Saturday, January 14, 2006

I don't know how to love him, what to do, how to move him

We had a friend many years ago who suffered, and eventually died, from Cystic Fibrosis. It's a bitch of a disease, and, like AIDS, doesn't kill you directly but by allowing opportunistic infections to do its dirty work.

She commented one time that she felt she could be refreshingly honest and blunt in her dealings with other people because she metaphorically "had a tumor." In other words, when one has a deadly disease, one has the freedom to speak their mind. After all, who is going to criticize someone who "has a tumor?"

Which brings me to my point. From this NYTimes editorial:
There was a telling moment at the start of the Alito hearings when Senator Arlen Specter, the committee chairman, offered Judge Alito a way out. He asked whether Judge Alito believed, as some commentators do, that the Supreme Court's 1992 ruling in Planned Parenthood v. Casey, strongly reaffirming Roe, made Roe a "super-precedent" - and therefore rendered the judge's 1985 views obsolete.

But Judge Alito would not give Senator Specter, who supports abortion rights, even that small bit of comfort, saying he did not believe in super-precedents. All of that should make things hard for Senator Specter and for three moderate Republicans - Lincoln Chafee of Rhode Island, and Olympia Snowe and Susan Collins of Maine - who have said they will oppose any nominee committed to overturning Roe.
. . .
The single most important thing a senator can do to support abortion rights is to vote against Supreme Court nominees who would take such rights away. Given Judge Alito's record and his testimony, it is hard to see how Senators Specter, Chafee, Snowe and Collins - or any other pro-choice senators - can call themselves strong advocates of abortion rights if they support him.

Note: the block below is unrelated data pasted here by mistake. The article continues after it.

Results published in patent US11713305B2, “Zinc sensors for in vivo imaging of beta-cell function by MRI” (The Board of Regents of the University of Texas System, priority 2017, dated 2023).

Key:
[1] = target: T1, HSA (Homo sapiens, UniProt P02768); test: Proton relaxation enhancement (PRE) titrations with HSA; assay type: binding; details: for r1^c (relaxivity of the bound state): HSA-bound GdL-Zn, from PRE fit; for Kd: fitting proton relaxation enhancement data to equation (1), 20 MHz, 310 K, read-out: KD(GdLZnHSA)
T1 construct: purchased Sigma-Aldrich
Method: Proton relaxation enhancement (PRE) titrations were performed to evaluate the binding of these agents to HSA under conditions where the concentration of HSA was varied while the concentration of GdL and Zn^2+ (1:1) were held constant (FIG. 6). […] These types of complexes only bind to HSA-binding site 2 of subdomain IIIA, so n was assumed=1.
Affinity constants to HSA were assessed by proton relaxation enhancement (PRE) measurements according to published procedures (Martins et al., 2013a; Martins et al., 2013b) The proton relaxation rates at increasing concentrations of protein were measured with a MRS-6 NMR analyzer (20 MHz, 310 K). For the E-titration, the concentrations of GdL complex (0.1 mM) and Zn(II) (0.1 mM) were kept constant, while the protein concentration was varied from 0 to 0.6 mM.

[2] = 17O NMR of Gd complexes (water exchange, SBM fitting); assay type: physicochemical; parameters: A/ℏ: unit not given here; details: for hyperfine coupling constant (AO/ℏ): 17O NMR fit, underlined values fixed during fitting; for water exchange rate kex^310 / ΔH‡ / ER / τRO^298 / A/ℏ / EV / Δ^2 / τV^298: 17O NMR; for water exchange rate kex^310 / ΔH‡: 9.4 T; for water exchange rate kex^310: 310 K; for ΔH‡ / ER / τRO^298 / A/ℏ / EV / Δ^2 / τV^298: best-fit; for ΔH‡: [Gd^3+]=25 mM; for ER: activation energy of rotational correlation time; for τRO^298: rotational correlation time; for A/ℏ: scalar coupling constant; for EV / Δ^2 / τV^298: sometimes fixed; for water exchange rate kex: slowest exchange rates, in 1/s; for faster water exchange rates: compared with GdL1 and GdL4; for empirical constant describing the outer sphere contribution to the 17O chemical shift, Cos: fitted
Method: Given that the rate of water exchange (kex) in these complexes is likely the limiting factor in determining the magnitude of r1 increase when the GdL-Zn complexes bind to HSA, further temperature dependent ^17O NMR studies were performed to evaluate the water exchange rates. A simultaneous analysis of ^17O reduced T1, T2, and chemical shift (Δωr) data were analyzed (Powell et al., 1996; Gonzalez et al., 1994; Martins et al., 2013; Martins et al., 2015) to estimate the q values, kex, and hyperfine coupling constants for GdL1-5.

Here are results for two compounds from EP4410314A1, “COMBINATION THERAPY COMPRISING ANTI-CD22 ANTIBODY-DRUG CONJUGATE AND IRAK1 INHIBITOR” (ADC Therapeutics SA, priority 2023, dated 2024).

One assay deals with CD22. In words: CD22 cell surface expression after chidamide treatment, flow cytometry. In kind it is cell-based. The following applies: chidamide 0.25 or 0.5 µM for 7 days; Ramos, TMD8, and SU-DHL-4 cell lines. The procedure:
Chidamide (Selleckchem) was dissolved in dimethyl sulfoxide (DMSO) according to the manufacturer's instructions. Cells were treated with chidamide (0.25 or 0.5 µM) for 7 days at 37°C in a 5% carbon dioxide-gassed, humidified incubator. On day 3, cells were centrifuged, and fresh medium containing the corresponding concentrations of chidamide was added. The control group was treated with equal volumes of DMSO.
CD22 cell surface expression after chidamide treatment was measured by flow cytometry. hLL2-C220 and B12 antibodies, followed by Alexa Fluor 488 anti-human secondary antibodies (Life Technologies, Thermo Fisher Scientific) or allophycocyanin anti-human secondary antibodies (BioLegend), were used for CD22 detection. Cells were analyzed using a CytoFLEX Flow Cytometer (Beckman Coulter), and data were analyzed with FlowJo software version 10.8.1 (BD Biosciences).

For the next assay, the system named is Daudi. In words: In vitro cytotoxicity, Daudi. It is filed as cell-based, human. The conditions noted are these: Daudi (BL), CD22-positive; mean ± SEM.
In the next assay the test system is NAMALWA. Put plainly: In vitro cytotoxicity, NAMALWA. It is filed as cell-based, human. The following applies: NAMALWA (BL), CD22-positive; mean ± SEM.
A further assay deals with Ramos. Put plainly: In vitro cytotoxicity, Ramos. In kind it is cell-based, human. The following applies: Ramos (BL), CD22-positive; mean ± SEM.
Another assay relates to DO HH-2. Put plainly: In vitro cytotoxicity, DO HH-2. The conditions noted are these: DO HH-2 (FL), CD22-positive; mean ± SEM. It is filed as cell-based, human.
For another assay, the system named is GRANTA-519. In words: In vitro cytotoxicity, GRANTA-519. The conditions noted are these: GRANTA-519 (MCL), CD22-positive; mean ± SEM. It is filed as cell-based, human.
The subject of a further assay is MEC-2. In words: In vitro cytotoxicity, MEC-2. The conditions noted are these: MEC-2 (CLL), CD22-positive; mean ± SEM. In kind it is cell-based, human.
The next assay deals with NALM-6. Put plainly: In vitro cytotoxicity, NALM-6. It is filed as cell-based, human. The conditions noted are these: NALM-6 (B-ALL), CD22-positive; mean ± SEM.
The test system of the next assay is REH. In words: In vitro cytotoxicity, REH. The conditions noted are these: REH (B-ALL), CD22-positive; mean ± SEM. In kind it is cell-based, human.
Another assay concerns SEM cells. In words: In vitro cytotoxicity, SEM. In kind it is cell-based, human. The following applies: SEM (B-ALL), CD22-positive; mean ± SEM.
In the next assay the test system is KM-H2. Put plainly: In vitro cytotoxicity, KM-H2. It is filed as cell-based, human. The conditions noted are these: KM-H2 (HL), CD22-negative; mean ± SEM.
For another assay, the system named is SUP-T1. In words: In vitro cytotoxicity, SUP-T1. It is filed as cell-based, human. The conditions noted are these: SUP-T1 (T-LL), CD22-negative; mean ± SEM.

What I'm wondering is, what's in this for Spector? He figuratively and literally has a tumor, and has already been beaten up by the Bush administration for not exactly playing by their rules. See this in the National Review:
Specter's unhelpfulness on the presidential level also showed itself in some very concrete and visible ways. Most striking were the "Kerry and Specter for Working Families" signs posted around Southeastern Pennsylvania. Was the culprit some particularly ambitious freelance ticket-splitter? The signs were created, paid for, and posted by a 527 created by Roger Stone, chairman of Specter's 1996 presidential campaign.

Dick Cheney went to Pennsylvania in the final week before the election, and NRO's The Corner caught the priceless transcript:

THE VICE PRESIDENT: The president and I are delighted to be part of a great Republican ticket here in Pennsylvania this year. I want to thank Congressman Tim Murphy for his kind words and the great leadership he provides. (Applause.) And I also want to put in a good word for Senator Arlen Specter, although he couldn't be here today.

THE VICE PRESIDENT: This is a tough crowd.

A poll released on the day of Cheney's appearance showed Specter up by 20 points, and yet Specter didn't have the time to help the top of his ticket, which was trailing by five that same day.

So what's the deal? He already has one of the plum committee chairs. He is old and not in great health, and certainly not telegenic enough to run for higher office. I can't think of anything the administration has to offer the old fart, and he really seems to dislike Bush & Cheney. Chaffee, Snowe, and Collins, on the other hand, have political futures. We can deplore, but also understand their backing down on deeply felt convictions because, well, that's what Republican politicians regularly do.

So is Spector's support for Sam "can't comment on Roe" Alito based on any principles other than sucking up to an administration that has already slapped him silly (see: McCain, John) or is it something deeper; could it be that his Choice stance was simply pandering to the Pennsylvania electorate? Either way, he looks less like a warrior of conviction who faced the White House down, and more like a buffonish sidekick in a TV Western: snickering in the background when his boss does something dumb, but bowing and scraping to his face.